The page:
A bill proposed by U.S. Representative Jim Sensenbrenner would eliminate the U.S. Bureau of Alcohol, Tobacco, Firearms and Explosives (ATF).

Sensenbrenner cited operational failure, as well as service overlap as reasons why the ATF should be eliminated: "By absorbing the ATF into existing law enforcement entities, we can preserve the areas where the ATF adds value for substantially less taxpayer money," the Wisconsin Republican told the Milwaukee Journal Sentinel. "While searching for its mission, the ATF has been plagued by decades of high-profile blunders…We cannot afford to ignore clear changes that will greatly enhance the government's efficiency," added Sensenbrenner.

Those high-profile blunders include botched undercover storefront stings where the agency used people with mental disabilities to promote operations and then arrested them; opened storefronts by schools and churches, boosting their arrest numbers and penalties; attracted juveniles with free video games and alcohol; paid inflated prices for guns, prompting people to buy new guns and quickly sell them to agents for a profit; allowed armed felons to leave their fake stores; and openly bought stolen goods, spurring burglaries in surrounding neighborhoods.

One of those stings took place in Milwaukee's Riverwest neighborhood. The store was burglarized, and an agent's machine gun was stolen and never recovered.

Another operational failure was "Operation Fast and Furious," where agents in Phoenix stood by as thousands of assault rifles passed into the hands of criminals and ended up at murder scenes, including one where a U.S. border guard was killed.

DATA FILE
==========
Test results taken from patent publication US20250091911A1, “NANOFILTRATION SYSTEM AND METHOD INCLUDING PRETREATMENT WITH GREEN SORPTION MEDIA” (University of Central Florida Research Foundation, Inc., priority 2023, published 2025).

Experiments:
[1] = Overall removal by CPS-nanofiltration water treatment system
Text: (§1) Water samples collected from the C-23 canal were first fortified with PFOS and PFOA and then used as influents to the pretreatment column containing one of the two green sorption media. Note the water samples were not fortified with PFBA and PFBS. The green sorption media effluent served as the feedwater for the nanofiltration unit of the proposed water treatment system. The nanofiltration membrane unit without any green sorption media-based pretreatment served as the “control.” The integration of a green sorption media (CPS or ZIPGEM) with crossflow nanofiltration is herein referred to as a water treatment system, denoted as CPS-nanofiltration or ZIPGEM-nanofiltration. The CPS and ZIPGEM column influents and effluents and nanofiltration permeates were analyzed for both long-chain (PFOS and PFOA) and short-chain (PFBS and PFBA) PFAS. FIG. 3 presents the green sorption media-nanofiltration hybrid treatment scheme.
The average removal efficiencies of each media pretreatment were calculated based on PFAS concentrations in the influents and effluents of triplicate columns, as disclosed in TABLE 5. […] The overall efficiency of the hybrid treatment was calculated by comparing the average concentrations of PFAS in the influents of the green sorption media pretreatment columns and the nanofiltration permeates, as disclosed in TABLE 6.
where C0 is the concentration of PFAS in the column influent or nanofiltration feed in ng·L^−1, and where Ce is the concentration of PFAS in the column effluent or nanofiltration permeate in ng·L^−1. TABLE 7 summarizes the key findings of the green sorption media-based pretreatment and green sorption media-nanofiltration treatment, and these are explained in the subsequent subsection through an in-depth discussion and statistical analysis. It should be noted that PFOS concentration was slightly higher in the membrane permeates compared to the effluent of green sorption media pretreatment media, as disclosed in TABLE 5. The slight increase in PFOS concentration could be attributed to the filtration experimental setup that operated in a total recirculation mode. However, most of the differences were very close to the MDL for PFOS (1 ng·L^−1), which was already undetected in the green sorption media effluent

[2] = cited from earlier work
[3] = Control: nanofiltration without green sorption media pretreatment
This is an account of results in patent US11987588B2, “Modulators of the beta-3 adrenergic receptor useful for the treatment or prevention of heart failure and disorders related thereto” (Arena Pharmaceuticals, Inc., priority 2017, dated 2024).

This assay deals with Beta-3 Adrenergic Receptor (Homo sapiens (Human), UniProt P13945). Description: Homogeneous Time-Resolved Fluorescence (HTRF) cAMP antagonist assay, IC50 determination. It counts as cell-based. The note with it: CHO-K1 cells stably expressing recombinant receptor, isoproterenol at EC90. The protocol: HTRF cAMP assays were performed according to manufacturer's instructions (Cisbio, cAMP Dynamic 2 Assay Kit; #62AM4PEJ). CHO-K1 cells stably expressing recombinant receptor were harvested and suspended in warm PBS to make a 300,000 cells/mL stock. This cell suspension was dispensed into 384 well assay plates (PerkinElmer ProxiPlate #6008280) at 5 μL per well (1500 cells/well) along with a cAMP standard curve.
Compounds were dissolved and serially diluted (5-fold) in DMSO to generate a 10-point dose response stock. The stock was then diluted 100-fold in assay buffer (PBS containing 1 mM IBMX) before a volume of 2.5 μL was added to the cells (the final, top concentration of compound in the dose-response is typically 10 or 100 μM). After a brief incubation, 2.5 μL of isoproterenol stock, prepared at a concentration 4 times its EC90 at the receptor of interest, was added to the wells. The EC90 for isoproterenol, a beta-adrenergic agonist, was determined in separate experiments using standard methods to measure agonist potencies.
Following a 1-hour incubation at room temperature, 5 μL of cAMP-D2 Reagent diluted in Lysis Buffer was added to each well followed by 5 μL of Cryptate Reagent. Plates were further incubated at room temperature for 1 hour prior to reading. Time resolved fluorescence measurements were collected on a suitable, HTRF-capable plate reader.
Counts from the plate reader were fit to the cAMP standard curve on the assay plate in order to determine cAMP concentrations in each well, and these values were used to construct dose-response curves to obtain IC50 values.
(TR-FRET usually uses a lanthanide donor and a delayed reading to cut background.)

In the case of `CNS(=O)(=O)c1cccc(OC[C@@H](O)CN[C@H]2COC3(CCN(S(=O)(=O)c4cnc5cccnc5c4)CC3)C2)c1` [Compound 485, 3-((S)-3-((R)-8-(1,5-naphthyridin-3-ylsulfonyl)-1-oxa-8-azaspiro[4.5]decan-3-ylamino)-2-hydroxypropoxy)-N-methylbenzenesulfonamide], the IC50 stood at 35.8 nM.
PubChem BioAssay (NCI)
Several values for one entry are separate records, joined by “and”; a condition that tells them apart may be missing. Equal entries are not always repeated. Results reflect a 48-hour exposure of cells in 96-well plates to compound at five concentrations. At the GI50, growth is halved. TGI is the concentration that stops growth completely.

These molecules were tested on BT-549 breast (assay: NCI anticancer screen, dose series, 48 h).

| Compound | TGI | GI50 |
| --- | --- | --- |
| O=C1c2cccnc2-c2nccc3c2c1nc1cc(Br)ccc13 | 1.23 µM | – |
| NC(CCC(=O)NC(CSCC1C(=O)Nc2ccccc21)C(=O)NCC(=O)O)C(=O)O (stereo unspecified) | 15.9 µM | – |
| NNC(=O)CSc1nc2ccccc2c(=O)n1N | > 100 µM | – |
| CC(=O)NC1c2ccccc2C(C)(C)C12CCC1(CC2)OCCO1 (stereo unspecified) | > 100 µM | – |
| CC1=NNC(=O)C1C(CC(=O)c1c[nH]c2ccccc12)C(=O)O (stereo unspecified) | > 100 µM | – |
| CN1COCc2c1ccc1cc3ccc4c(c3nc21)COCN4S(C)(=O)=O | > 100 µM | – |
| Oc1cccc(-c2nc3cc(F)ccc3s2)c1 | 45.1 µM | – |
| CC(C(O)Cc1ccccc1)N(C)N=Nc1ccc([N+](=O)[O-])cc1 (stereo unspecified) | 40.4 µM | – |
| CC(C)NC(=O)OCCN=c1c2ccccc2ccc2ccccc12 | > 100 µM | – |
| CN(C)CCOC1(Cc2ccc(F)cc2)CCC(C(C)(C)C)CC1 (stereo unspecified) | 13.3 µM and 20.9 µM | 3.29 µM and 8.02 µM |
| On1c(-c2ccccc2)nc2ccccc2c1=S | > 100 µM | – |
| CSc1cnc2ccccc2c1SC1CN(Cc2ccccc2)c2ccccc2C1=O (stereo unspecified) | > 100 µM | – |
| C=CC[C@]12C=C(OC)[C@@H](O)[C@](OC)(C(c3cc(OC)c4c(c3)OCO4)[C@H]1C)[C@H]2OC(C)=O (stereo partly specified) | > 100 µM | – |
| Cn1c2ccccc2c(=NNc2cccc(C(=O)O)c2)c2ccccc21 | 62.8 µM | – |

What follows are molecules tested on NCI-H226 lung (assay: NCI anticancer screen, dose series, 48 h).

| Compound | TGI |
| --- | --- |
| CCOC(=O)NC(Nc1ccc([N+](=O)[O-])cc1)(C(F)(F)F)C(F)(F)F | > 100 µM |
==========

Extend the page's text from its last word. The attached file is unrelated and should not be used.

A new Government Accountability Office report, released Wednesday, found the ATF trying to redefine itself while struggling with high employee turnover and problems tracking its criminal investigations.

This isn't the first time that dissolving the ATF has been considered.

The GAO report is just the latest in a series of documents and studies going back more than two decades that are critical of the agency's overlap with other law enforcement.

At least two of those reports have called for the ATF to be dissolved and its responsibility folded into other federal agencies. According to the Milwaukee Journal Sentinel, dissolving the ATF, which received $12 billion from Congress between 2003 and 2013, has bipartisan support.

According to Sensenbrenner, the ATF's duties could be absorbed by the FBI, which has a sounder and more capable structure.

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